As we move into the summer season, we are delighted to share with you our most recent round of new grantees and highlight the exciting work they will be conducting in order to improve care for older adults. The John A. Hartford Foundation Board of Trustees has approved $1.67 million to support these projects, which span important topics including the flow of patient information post-hospitalization, the integration of clinical care with social supports for frail older adults, dementia care, and planning for the last phase of life.

These grants build on partnerships with outstanding organizations and individuals who are helping advance our three programmatic areas: creating age-friendly health systems, supporting family caregivers, and improving serious illness and end-of-life care. Each grant will play an important role in moving evidence about good care for older adults into practice. And each project will especially help those older people who have multiple chronic conditions and complex needs.

Understanding Information Continuity and its Impact on Care for Older Adults

Hospitalized older adults with complex conditions are particularly vulnerable to harm as they transition to post-acute care in nursing homes, often referred to as skilled nursing facilities (SNFs). For example, when an older patient with a hip fracture goes to a SNF for rehabilitation, her care can be terribly compromised if information about other conditions, medications, or goals of care are not transferred in a timely, complete, and usable way. Electronic health records have been with us for some time now and should facilitate easier and more accurate information flow, but we still have unanswered questions about the impact and best use of health information technology for information and care continuity for older adults. Stories abound related to poor information exchange.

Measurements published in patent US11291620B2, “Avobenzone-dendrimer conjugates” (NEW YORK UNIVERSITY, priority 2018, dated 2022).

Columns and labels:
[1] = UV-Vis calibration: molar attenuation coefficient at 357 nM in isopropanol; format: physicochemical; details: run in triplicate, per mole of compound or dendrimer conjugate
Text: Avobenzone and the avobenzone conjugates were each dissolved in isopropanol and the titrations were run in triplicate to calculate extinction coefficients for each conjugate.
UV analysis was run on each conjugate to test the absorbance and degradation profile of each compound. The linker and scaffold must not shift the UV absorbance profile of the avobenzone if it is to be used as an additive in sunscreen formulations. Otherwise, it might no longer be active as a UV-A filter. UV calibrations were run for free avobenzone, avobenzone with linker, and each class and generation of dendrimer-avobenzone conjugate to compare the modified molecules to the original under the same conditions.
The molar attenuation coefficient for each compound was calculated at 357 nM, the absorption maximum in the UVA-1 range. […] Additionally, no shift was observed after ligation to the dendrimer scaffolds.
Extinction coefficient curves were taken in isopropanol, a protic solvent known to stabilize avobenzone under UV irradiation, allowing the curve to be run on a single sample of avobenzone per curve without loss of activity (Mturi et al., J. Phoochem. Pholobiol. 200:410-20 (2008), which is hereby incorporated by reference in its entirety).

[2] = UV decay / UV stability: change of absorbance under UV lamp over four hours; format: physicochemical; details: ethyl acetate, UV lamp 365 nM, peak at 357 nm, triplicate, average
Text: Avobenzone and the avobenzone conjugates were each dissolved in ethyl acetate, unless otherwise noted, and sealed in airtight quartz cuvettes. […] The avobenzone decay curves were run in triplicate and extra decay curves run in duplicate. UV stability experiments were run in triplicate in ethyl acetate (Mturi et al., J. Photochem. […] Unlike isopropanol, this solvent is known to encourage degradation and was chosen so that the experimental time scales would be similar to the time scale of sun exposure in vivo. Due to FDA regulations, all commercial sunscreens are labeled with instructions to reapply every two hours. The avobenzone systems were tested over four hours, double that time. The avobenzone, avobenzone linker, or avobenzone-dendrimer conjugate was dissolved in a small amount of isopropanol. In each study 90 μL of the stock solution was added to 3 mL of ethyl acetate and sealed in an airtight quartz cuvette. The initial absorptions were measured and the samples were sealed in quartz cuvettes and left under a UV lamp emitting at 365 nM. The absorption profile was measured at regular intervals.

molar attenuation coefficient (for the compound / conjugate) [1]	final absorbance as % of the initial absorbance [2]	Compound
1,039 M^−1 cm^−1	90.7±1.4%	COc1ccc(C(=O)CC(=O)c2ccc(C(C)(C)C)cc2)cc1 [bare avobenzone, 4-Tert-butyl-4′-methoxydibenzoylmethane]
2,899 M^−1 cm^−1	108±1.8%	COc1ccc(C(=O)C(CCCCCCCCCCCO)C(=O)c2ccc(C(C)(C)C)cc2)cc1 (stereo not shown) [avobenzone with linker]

With a two-year $898,426 grant, a team led by Dr. Ashish Jha of Harvard University with Dr. Julia Adler-Milstein from the University of Michigan will aim to improve care continuity for older adults through developing a better understanding of how information continuity affects patients as they transition from hospital to SNFs. The team will use qualitative case studies, collect new data through a national survey, and use available Medicare data to examine information continuity processes and practices of high and low performing hospital-SNF pairs. Outcomes such as rates of SNF complications, mortality, and preventable hospital readmissions and emergency department visits will be examined, in addition to relevant organizational and policy factors. Using this evidence, the team will create a comprehensive assessment of what constitutes effective information continuity and use that tool to drive improvements in the quality and safety of care transitions for older adults.

PACE 2.0 - Adapting and Disseminating PACE to Serve High-Need Populations

Programs of All-Inclusive Care of the Elderly (PACE) allow low income, frail, older adults with high needs to age at home in the community, rather than be placed in a nursing home. PACE is a comprehensive, cost-effective, community-based care model that has been proven to be effective in meeting the needs of this population.